A heap of green plantain peels boiled into a stew. Pickled beef tongue and lamb brain served on toast. Vodka distilled from whey. Pork skin fried into a crispy snack known as chicharrón. These were just some of the treats on the menu at the recent Trashed & Wasted festival in Toronto, which demonstrated uses of food scraps typically deemed inedible in North American culture.
If some of those dishes sound a bit unappetizing, that’s because, as much as palates have expanded with increased access to food from other cultures, there’s still a gap in our understanding of how remnants can be turned into something tasty.
“People think we’re going to serve you garbage, but it’s a ‘food rescue’ festival,” says Brock Shepherd, a chef and organizer of the festival, which sought to raise the public’s awareness of food waste. “We don’t expect people to do these things literally. It’s just to show people there are other things you can do.”
A study by the University of Toronto in 2012 found that one in eight Canadian households, or approximately 1.6 million households, contend with food shortage. Yet, much of uneaten food can be traced back to individual consumers – not the processing or delivery stages.
Processing accounts for 20% of the food that’s wasted, while individuals’ share of the pie is 47%, according to Value Chain Management International Inc. (VCMI), a consulting firm that seeks to curb food waste. The rest is lost through such stages in the “food value chain” as farming and retail.
Part of the issue of food waste stems from the fact that the “vast majority” of individuals can afford to waste food, says Martin Gooch, CEO of VCMI.
And we do waste food. Every year, Canadians chuck an estimated $31 billion worth of food, according to a report from VCMI.
“You wouldn’t throw [thousands of dollars] in the garbage,” Gooch says, “but that’s exactly what we’re doing.”
Food literacy is a prerequisite to understanding how, as individuals, people can reduce the amount they waste, according to Belinda Li and Tammara Soma, who work with Food Systems Lab at the University of Toronto. Li and Soma bring various stakeholders – policy-makers, food industry leaders, faith leaders and private citizens – together through a series of workshops on how to address the roots of food waste.
There are plenty of online resources offering ideas on how to make use of scraps and stale goods. Love Food Hate Waste (www.lovefoodhatewaste.ca), for example, houses a collection of “leftover” recipes.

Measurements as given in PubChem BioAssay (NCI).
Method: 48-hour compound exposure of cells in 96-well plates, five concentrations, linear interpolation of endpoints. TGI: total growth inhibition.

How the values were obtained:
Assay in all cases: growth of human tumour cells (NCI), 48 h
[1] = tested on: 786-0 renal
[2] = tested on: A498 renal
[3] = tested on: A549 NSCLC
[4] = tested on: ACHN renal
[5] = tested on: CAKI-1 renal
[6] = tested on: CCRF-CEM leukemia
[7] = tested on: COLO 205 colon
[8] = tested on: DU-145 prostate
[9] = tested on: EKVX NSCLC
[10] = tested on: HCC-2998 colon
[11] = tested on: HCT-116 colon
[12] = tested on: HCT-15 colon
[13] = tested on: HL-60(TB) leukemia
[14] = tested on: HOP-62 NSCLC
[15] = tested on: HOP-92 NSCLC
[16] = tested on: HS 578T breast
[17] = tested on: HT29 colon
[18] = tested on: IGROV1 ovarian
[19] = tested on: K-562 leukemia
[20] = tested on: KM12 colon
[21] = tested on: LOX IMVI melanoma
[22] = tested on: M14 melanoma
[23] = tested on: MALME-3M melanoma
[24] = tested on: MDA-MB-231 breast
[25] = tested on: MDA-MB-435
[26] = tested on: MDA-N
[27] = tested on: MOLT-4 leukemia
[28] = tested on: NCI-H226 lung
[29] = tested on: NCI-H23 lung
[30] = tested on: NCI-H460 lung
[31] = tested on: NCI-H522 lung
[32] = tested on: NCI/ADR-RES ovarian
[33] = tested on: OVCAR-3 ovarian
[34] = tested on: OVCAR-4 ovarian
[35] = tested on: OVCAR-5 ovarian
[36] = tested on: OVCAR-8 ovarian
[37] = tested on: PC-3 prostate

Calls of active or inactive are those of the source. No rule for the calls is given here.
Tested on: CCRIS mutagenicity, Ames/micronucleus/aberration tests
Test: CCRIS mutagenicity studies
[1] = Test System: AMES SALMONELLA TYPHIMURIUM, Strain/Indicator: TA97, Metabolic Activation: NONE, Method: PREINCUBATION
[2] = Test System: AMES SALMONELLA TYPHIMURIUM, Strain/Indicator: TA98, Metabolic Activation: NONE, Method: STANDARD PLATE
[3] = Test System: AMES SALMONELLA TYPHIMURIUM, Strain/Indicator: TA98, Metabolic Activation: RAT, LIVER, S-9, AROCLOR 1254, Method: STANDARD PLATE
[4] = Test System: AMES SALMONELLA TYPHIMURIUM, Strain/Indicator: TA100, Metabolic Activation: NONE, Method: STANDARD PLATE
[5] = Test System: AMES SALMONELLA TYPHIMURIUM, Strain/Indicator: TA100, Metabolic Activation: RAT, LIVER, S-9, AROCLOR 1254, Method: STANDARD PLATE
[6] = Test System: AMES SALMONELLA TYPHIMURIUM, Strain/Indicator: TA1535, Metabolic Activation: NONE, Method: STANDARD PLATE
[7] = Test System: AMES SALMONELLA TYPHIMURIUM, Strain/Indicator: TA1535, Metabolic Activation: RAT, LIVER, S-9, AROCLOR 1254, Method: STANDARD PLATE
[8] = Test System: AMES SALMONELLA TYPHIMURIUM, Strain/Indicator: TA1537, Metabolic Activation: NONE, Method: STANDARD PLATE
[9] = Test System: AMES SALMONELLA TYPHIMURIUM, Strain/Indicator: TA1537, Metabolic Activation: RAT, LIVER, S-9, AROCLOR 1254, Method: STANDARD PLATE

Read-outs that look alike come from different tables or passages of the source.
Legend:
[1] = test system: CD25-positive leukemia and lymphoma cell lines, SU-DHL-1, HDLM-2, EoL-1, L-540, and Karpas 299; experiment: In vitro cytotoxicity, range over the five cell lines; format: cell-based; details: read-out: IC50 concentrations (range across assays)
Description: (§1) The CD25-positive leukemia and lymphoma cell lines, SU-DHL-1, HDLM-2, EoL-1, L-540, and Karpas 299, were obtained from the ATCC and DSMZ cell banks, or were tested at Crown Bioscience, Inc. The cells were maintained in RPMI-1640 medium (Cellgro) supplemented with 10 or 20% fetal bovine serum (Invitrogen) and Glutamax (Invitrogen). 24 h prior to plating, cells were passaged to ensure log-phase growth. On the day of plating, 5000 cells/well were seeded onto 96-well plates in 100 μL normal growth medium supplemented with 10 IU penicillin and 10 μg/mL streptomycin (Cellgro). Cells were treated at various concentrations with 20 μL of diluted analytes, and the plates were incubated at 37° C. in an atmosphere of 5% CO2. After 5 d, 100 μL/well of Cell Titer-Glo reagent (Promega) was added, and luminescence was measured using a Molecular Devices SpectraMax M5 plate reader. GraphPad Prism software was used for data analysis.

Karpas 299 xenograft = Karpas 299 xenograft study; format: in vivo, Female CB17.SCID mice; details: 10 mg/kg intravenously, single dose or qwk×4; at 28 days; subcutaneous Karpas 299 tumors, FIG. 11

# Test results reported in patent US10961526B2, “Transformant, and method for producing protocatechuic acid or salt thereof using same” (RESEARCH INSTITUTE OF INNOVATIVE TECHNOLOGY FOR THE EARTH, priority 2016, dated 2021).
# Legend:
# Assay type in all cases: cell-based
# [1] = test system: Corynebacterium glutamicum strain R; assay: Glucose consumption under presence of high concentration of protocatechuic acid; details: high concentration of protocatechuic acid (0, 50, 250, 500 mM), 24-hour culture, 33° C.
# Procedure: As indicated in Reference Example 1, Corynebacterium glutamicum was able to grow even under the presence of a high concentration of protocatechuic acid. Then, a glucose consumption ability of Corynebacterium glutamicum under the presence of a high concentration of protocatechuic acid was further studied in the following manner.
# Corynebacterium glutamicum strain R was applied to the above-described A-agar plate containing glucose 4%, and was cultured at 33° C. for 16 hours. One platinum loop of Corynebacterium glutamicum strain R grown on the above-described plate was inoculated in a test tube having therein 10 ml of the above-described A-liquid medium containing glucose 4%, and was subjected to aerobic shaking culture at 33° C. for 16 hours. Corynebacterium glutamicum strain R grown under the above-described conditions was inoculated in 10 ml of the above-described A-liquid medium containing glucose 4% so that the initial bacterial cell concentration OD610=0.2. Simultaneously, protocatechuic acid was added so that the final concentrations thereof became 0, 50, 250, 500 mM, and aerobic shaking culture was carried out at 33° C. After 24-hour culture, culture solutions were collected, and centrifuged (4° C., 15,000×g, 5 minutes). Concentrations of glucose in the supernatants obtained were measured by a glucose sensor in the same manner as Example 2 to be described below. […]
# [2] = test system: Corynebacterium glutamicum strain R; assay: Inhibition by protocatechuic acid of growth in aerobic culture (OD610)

Cooking with scraps that usually are discarded doesn’t necessarily yield dishes as exotic as those served up at Shepherd’s festival. Broccoli stalks, for example, which often are thrown out, can be chopped and tossed into a stir-fry or blended into a soup, Li says.
There are endless ideas for recipes, Shepherd adds, if you can find new life for items that have been sitting in your refrigerator or freezer.
Make a weekly ritual of doing a “fridge inventory,” he suggests. Defrost goods and plan a meal around what’s available. Soups, stews and casseroles often are Shepherd’s go-to meal plan for making use of these foods.
There also are little storage tweaks to prevent spoilage. For example, try setting your fridge to the coldest temperature possible and storing the most perishable produce in the lowest section.
Self-professed foodies delight in experimenting with unfamiliar ingredients, taking a “snout to tail” approach to meat products and salvaging “ugly” produce.
Planning meals in advance and buying less than what a recipe calls for, or only what you need for two or three meals, Soma and Li say, can help reduce waste.
More than you need
Two-for-one deals and other tempting discounts encourage consumers to buy more than they need, Gooch says: “If you’re bumping up against ‘best before’ dates, you’re buying too much food.”
With many people so removed from the food-production process, just tossing out a head of wilted lettuce without a second thought can be easy. But when you are connected to the way food is grown, Li says, you’re less likely to waste it.
Establishing a connection to a food source, whether by volunteering at a community garden or going on a weekend excursion to a nearby farm, can make you think twice about wasting food.
“A way to reduce food waste is to see how food is made,” Li says. “When people start seeing that, they’ll think, ‘Maybe I can [still] eat that, or I will buy less’.”
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